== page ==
PRESS-NEWS.org - Press Release Distribution
PRESS RELEASES DISTRIBUTION

Hydrothermal settlers

Hydrothermal settlers
2014-11-26
(Press-News.org) This news release is available in Japanese.

The deep ocean seems so remote that it is difficult to imagine any sort of human-generated change making an impact on deep-sea life. It is even more difficult to collect or examine evidence from the deep ocean to determine what those impacts might be. Enter the barnacle; a hard, sessile creature that looks like a tiny volcano and attaches to rocks, boat bottoms, and other hard substrates, where it filters ocean water to feed on tiny organisms. The barnacle holds clues about how climate change is affecting the deep ocean. Okinawa Institute of Science and Technology Graduate University Marine Biophysics Unit researcher Yuichi Nakajima recently studied two kinds of deep-sea barnacle in a collaboration with the Marine Genomics Unit and the Japan Agency for Marine-Earth Science and Technology (JAMSTEC). He identified genetic data that suggest the diversity and differentiation of barnacle populations in two deep-sea troughs near Okinawa and the Mariana Islands, and his findings have been published in the International Journal of Molecular Sciences.

Barnacles make very convenient study subjects because they are portable, well-protected, and relatively easy subjects for DNA extraction and sequencing. For this experiment, Nakajima studied two species of deep-sea barnacle called Neoverruca sp.1 and Neoverruca brachylepadoformis. He received his samples from a JAMSTEC voyage that collected specimens using a remote operated vehicle about 1000 and 3600 meters below sea level in the Okinawa and Mariana troughs, respectively. Nakajima then extracted DNA from the barnacles and sequenced it with Marine Genomics Unit members, noting differences in the genetic code known as polymorphisms. Where one barnacle might have a repeat pattern in the long sequence of nucleic acids, another might have a different repeat pattern. He grouped the segments by polymorphism, and identified 12 distinct segments called microsatellites. Each of these segments with its unique code can be used as genetic markers, high-resolution sequences that allow researchers to examine nearly unnoticeable differences in genetic code that separate two species.

Identifying microsatellite markers is important because microsatellites show how genes are passed and inherited within a population. Analyzing this genetic data can show the genetic diversity of the population, which researchers can use to draw conclusions about the health of the population. "Genetic diversity is an index of extinction and of population size," explained Nakajima. "Higher genetic diversity means a healthy population, but decreasing genetic diversity means that the population kinship increases." Kinship refers to mating systems and interactions within a population; behaviors that spread genes from one individual to another. The increase in kinship means that individuals in smaller populations share a larger proportion of their genes than in larger populations, lowering the population's genetic diversity. "Genetic diversity is necessary for population maintenance," said Nakajima.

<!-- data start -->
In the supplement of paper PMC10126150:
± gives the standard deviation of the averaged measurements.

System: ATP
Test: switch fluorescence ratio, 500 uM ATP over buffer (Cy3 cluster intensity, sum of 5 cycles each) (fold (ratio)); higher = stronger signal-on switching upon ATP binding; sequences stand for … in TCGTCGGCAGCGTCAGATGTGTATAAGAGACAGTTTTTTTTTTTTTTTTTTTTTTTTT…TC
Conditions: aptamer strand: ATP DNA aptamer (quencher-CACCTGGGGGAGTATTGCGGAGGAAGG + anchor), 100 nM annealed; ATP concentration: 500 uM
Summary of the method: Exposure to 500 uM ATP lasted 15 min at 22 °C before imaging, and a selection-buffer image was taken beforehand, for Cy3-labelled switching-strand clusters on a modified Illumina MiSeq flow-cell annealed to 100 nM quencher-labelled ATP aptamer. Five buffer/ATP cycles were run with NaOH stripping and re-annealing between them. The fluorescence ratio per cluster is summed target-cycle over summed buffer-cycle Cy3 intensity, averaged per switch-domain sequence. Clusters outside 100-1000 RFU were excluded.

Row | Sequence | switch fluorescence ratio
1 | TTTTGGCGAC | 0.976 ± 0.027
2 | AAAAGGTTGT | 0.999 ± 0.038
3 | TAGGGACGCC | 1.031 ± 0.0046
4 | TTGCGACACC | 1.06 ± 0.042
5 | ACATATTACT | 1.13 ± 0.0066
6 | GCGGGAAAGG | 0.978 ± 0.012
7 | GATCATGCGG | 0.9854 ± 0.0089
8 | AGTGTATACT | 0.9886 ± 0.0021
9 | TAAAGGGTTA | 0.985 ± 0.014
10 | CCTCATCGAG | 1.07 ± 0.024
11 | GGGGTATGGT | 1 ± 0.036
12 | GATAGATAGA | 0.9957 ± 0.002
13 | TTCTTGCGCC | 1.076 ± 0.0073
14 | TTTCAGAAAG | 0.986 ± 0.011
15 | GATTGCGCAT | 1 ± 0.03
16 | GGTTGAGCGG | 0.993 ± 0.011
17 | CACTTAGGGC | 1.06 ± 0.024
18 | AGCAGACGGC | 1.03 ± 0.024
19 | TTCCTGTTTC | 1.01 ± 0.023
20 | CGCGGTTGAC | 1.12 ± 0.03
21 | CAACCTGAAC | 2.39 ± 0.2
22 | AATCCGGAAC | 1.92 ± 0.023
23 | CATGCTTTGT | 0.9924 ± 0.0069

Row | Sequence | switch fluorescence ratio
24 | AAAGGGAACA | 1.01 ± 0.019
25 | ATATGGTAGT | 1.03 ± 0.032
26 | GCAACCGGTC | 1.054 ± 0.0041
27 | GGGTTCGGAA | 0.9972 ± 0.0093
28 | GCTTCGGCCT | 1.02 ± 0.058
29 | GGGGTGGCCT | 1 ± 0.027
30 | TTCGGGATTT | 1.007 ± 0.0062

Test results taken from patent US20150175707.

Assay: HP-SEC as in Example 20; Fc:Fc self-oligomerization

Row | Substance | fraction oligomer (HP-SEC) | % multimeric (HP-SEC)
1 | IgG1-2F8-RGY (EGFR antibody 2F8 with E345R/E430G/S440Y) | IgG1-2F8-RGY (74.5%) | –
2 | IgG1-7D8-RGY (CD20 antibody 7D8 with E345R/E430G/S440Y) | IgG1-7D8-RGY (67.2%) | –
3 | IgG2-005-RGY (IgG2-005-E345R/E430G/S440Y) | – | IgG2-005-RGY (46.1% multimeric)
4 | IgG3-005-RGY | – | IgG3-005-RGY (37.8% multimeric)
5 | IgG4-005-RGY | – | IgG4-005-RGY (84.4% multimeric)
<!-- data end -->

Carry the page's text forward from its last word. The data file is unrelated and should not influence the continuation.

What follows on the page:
In addition, microsatellites can also show whether other populations are migrating to the area by showing the origin of new genes introduced to the population. This would help explain the genetic connectivity, or shared genes, between barnacle species in the two troughs, separated by more than a thousand kilometers of ocean where these barnacles cannot survive. Or at least, the barnacles cannot survive there as settled adults. In their young, larval phase, the barnacles float on the ocean current and can migrate to other troughs, introducing their genes to other populations. Knowing barnacle migration patterns will reveal the movement of the currents in the northwestern Pacific.

In addition to showing how currents move and species are connected, understanding the genetic diversity of a species or population allows researchers to predict that species' risk of extinction. "We are worried that deep ocean species will go extinct," said Nakajima. Using the barnacle as a model organism, Nakajima can extrapolate how other species may be faring and how the deep-sea ecosystem is changing, thereby predicting the consequences before species go extinct.